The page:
Latest Kaiser Health News Stories
Coastal and politically progressive states have passed stronger paid sick and family leave policies, but many workers in rural America are left out, facing tough decisions when choosing between caring for themselves or sick family members or keeping their jobs.
The cash represents an unprecedented opportunity to derail the opioid epidemic, but with countless groups advocating for their share of the pie, the impact could depend heavily on geography and politics.
In September, a popular pandemic benefit expired: free school lunch for all children attending public schools. Some states are stepping up to try to keep the free food available, and it is on the ballot next week in Colorado.
Hospital-acquired pneumonia not tied to ventilators is one of the most common infections that strike within health care facilities. But few hospitals take steps to prevent it, which can be as simple as dutifully brushing patients’ teeth.
Congenital syphilis rates keep climbing, according to newly released federal data. But the primary funding source for most public health departments has been largely stagnant, its purchasing power dragged even lower by inflation.
Almost a year after the American Rescue Plan Act allocated what could amount to $25 billion to home and community-based services run by Medicaid, many states have yet to access much of the money due to delays and red tape.
Even in states where abortion rights are likely to be preserved, Planned Parenthood turns to “deep canvassing” to fortify support.
The pandemic has so seriously strained already tight state psychiatric hospitals in Georgia, Virginia, Texas and elsewhere that these facilities for the poorest and most vulnerable people with mental illness struggle to admit new patients.
The covid vaccination rate for first responders in the state is more than 95%. But it’s lower in more rural areas, where ambulance crews can’t function if even just a few people quit.
The availability of covid testing and turnaround times for results still vary widely around the country, some 19 months since the pandemic was declared a national crisis. A jumbled testing system, technician burnout and squirrely spikes in demand are all part of the problem.
The covid pandemic and President Joe Biden’s agenda — a planned $400 billion infusion of support — have focused national attention on the need to expand home- and community-based long-term care services designed to keep people out of nursing homes. But the need far outpaces the staffing.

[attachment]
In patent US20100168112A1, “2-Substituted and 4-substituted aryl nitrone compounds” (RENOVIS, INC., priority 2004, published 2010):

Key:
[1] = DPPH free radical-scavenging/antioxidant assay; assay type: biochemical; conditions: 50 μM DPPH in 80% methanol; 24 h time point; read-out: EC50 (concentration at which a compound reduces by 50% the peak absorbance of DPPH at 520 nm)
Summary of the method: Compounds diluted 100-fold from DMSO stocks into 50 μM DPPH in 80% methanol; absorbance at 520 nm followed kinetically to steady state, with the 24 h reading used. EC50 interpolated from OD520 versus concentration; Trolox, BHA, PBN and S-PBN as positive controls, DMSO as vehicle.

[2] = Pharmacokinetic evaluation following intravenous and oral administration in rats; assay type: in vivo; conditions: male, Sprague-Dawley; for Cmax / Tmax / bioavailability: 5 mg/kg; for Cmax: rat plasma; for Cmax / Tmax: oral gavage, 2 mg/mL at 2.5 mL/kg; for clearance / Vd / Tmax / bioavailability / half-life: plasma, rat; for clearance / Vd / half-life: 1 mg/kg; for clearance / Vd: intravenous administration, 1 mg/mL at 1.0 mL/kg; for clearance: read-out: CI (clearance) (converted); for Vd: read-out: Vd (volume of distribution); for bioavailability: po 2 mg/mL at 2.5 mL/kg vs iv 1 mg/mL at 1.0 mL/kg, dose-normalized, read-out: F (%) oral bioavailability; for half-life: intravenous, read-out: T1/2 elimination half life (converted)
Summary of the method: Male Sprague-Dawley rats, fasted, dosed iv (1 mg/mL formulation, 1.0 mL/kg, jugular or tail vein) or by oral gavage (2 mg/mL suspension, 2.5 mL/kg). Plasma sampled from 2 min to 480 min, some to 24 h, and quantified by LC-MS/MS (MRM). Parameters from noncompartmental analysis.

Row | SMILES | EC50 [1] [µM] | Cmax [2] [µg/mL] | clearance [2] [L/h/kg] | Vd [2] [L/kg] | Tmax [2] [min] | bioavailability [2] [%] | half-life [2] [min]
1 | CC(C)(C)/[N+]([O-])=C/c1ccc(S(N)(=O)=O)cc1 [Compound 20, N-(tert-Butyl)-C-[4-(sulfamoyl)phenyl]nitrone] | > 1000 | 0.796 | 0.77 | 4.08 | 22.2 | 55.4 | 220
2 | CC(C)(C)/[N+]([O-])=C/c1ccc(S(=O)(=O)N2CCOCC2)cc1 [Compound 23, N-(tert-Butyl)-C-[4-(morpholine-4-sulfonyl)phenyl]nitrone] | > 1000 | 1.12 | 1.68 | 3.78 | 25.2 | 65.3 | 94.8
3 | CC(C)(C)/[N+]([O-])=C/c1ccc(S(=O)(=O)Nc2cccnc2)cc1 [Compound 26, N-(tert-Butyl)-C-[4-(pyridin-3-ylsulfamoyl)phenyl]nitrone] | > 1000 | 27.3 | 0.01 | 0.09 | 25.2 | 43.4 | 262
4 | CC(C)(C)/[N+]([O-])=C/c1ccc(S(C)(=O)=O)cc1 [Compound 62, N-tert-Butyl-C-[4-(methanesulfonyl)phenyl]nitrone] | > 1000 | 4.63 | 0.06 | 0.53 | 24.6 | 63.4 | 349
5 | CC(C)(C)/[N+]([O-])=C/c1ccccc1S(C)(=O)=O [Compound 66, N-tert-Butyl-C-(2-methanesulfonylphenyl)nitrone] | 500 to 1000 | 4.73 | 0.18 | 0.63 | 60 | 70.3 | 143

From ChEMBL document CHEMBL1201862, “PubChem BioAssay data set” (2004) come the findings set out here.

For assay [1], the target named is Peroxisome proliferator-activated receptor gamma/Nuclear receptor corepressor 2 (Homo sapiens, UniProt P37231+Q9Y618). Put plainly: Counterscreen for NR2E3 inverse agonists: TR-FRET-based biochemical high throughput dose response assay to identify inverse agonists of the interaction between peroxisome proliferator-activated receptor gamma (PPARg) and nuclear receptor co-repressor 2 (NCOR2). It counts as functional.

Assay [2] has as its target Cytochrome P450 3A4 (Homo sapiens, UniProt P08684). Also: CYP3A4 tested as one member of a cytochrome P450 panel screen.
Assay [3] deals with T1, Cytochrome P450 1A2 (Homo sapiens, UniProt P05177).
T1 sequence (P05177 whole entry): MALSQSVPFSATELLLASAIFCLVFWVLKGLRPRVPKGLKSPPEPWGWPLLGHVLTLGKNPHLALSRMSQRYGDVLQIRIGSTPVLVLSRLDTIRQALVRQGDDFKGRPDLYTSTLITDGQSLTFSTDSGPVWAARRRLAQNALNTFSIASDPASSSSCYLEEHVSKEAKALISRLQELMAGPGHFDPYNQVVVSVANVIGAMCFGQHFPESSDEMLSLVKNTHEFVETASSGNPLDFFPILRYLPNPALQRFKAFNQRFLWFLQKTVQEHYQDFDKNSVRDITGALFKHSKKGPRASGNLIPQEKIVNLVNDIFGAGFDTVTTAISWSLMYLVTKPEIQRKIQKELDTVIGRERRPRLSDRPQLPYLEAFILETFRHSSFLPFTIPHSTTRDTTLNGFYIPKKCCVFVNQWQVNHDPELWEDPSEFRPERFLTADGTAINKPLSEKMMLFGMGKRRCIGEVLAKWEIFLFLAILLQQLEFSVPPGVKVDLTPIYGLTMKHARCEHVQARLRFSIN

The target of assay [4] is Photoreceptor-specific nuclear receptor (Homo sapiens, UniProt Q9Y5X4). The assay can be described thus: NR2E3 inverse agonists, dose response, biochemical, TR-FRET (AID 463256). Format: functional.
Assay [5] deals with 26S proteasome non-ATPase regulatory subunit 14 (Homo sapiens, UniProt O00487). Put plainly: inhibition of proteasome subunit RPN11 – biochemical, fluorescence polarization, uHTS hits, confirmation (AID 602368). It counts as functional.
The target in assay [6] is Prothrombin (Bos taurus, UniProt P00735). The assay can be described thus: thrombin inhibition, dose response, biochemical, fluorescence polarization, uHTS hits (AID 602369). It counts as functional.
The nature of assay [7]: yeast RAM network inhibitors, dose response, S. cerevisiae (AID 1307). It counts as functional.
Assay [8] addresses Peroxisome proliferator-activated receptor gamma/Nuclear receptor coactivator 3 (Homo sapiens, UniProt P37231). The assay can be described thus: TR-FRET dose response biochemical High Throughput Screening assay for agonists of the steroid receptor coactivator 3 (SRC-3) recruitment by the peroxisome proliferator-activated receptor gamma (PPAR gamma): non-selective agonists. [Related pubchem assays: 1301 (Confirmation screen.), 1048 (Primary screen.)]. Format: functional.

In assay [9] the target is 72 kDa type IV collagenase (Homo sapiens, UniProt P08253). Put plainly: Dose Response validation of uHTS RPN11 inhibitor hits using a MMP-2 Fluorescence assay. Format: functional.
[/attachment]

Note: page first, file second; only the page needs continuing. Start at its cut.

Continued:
A pesar de las objeciones de las farmacéuticas, se espera que la administración Trump finalice pronto el plan que permitiría a los estados importar medicamentos de venta bajo receta.
The Trump administration is primed to approve a plan designed to help lower costs of some prescription drugs by allowing states to import them from Canada. The announcement could come before Election Day, and Florida appears to be in line to go first.
Once there were 23 of these nonprofit plans across 26 states; in January there will be only three, serving Maine, Wisconsin, Montana, Idaho and Wyoming.
Maine investigators find one patient’s saga with O’NA HealthCare offers a cautionary tale for anyone looking for cut-rate coverage online.
States tried to tighten vaccine requirements last year in the midst of measles outbreaks, but a backlash against a tougher law in Maine put a referendum on the ballot there. Voters weigh in on Super Tuesday.
After a wave of Democratic women were elected in 2018, Maine joins the handful of states that are shoring up the right to an abortion ahead of expected Supreme Court challenges.
Under a program enacted in Washington state this spring, workers can get up to $36,500 to help pay for long-term health care and services such as installing grab bars in the shower or respite care for family caregivers.
Following the vote, nearly 500,000 uninsured adults in five states are poised to gain Medicaid coverage under the Affordable Care Act, say advocates. But many conservatives remain opposed to the expansion.
In this episode of KHN’s “What the Health?” Julie Rovner of Kaiser Health News, Margot Sanger-Katz of The New York Times, Anna Edney of Bloomberg News and Joanne Kenen of Politico discuss the start of open enrollment for individual health insurance plans for 2019 and preview what next week’s midterm elections might mean for health policy. Plus, Barbara Feder Ostrov of KHN and California Healthline talks to Julie about the latest NPR-KHN “Bill of the Month” feature.